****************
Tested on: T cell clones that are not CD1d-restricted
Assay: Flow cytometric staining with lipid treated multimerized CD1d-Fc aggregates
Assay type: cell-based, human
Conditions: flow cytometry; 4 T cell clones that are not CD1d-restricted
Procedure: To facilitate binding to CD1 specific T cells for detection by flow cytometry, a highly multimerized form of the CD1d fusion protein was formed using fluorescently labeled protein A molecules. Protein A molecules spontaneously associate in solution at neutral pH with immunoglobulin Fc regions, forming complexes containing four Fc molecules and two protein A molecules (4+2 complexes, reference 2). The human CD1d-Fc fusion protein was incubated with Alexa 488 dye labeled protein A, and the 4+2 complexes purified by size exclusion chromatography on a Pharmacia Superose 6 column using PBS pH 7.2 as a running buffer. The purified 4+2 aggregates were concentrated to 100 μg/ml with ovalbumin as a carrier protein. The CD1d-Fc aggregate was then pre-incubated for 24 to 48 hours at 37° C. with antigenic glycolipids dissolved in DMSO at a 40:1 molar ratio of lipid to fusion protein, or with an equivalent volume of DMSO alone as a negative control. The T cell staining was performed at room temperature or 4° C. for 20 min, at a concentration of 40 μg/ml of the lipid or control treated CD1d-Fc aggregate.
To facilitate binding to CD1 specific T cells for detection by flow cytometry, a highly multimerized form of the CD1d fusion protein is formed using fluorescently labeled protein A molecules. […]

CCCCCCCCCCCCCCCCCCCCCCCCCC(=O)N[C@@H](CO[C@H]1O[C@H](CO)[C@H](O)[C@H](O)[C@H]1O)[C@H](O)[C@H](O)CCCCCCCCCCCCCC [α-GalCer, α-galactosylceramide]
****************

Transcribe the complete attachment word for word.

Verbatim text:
Tested on: T cell clones that are not CD1d-restricted
Assay: Flow cytometric staining with lipid treated multimerized CD1d-Fc aggregates
Assay type: cell-based, human
Conditions: flow cytometry; 4 T cell clones that are not CD1d-restricted
Procedure: To facilitate binding to CD1 specific T cells for detection by flow cytometry, a highly multimerized form of the CD1d fusion protein was formed using fluorescently labeled protein A molecules. Protein A molecules spontaneously associate in solution at neutral pH with immunoglobulin Fc regions, forming complexes containing four Fc molecules and two protein A molecules (4+2 complexes, reference 2). The human CD1d-Fc fusion protein was incubated with Alexa 488 dye labeled protein A, and the 4+2 complexes purified by size exclusion chromatography on a Pharmacia Superose 6 column using PBS pH 7.2 as a running buffer. The purified 4+2 aggregates were concentrated to 100 μg/ml with ovalbumin as a carrier protein. The CD1d-Fc aggregate was then pre-incubated for 24 to 48 hours at 37° C. with antigenic glycolipids dissolved in DMSO at a 40:1 molar ratio of lipid to fusion protein, or with an equivalent volume of DMSO alone as a negative control. The T cell staining was performed at room temperature or 4° C. for 20 min, at a concentration of 40 μg/ml of the lipid or control treated CD1d-Fc aggregate.
To facilitate binding to CD1 specific T cells for detection by flow cytometry, a highly multimerized form of the CD1d fusion protein is formed using fluorescently labeled protein A molecules. […]

CCCCCCCCCCCCCCCCCCCCCCCCCC(=O)N[C@@H](CO[C@H]1O[C@H](CO)[C@H](O)[C@H](O)[C@H]1O)[C@H](O)[C@H](O)CCCCCCCCCCCCCC [α-GalCer, α-galactosylceramide]